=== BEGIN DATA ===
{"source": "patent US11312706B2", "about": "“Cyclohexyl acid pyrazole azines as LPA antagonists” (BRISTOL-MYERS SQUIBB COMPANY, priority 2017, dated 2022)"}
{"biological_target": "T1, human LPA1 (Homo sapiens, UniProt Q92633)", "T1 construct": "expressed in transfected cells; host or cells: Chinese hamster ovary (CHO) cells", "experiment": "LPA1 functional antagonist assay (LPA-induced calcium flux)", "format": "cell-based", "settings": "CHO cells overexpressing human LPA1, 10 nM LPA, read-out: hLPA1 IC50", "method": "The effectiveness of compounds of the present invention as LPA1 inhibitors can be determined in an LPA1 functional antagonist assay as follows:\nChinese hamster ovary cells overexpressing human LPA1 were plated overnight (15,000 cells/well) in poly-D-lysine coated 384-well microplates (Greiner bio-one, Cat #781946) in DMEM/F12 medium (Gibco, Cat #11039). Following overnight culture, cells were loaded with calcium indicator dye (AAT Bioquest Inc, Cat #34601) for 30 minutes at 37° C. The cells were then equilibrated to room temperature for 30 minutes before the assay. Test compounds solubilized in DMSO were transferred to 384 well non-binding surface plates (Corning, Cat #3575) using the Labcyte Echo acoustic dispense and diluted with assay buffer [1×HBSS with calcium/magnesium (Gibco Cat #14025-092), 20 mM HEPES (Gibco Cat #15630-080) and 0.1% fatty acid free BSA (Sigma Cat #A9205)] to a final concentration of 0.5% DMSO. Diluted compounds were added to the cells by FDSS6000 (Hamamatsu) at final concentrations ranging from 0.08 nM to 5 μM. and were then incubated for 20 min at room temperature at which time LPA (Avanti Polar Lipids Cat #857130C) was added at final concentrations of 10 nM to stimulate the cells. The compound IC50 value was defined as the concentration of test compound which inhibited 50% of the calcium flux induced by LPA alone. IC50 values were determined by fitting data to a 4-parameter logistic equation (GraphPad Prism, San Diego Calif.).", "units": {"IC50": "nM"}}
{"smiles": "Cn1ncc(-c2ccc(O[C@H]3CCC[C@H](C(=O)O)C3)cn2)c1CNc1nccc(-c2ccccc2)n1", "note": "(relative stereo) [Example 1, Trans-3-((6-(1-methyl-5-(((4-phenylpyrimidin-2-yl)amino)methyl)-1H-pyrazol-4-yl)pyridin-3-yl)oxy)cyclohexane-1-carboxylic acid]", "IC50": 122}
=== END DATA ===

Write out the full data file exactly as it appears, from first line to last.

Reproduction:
{"source": "patent US11312706B2", "about": "“Cyclohexyl acid pyrazole azines as LPA antagonists” (BRISTOL-MYERS SQUIBB COMPANY, priority 2017, dated 2022)"}
{"biological_target": "T1, human LPA1 (Homo sapiens, UniProt Q92633)", "T1 construct": "expressed in transfected cells; host or cells: Chinese hamster ovary (CHO) cells", "experiment": "LPA1 functional antagonist assay (LPA-induced calcium flux)", "format": "cell-based", "settings": "CHO cells overexpressing human LPA1, 10 nM LPA, read-out: hLPA1 IC50", "method": "The effectiveness of compounds of the present invention as LPA1 inhibitors can be determined in an LPA1 functional antagonist assay as follows:\nChinese hamster ovary cells overexpressing human LPA1 were plated overnight (15,000 cells/well) in poly-D-lysine coated 384-well microplates (Greiner bio-one, Cat #781946) in DMEM/F12 medium (Gibco, Cat #11039). Following overnight culture, cells were loaded with calcium indicator dye (AAT Bioquest Inc, Cat #34601) for 30 minutes at 37° C. The cells were then equilibrated to room temperature for 30 minutes before the assay. Test compounds solubilized in DMSO were transferred to 384 well non-binding surface plates (Corning, Cat #3575) using the Labcyte Echo acoustic dispense and diluted with assay buffer [1×HBSS with calcium/magnesium (Gibco Cat #14025-092), 20 mM HEPES (Gibco Cat #15630-080) and 0.1% fatty acid free BSA (Sigma Cat #A9205)] to a final concentration of 0.5% DMSO. Diluted compounds were added to the cells by FDSS6000 (Hamamatsu) at final concentrations ranging from 0.08 nM to 5 μM. and were then incubated for 20 min at room temperature at which time LPA (Avanti Polar Lipids Cat #857130C) was added at final concentrations of 10 nM to stimulate the cells. The compound IC50 value was defined as the concentration of test compound which inhibited 50% of the calcium flux induced by LPA alone. IC50 values were determined by fitting data to a 4-parameter logistic equation (GraphPad Prism, San Diego Calif.).", "units": {"IC50": "nM"}}
{"smiles": "Cn1ncc(-c2ccc(O[C@H]3CCC[C@H](C(=O)O)C3)cn2)c1CNc1nccc(-c2ccccc2)n1", "note": "(relative stereo) [Example 1, Trans-3-((6-(1-methyl-5-(((4-phenylpyrimidin-2-yl)amino)methyl)-1H-pyrazol-4-yl)pyridin-3-yl)oxy)cyclohexane-1-carboxylic acid]", "IC50": 122}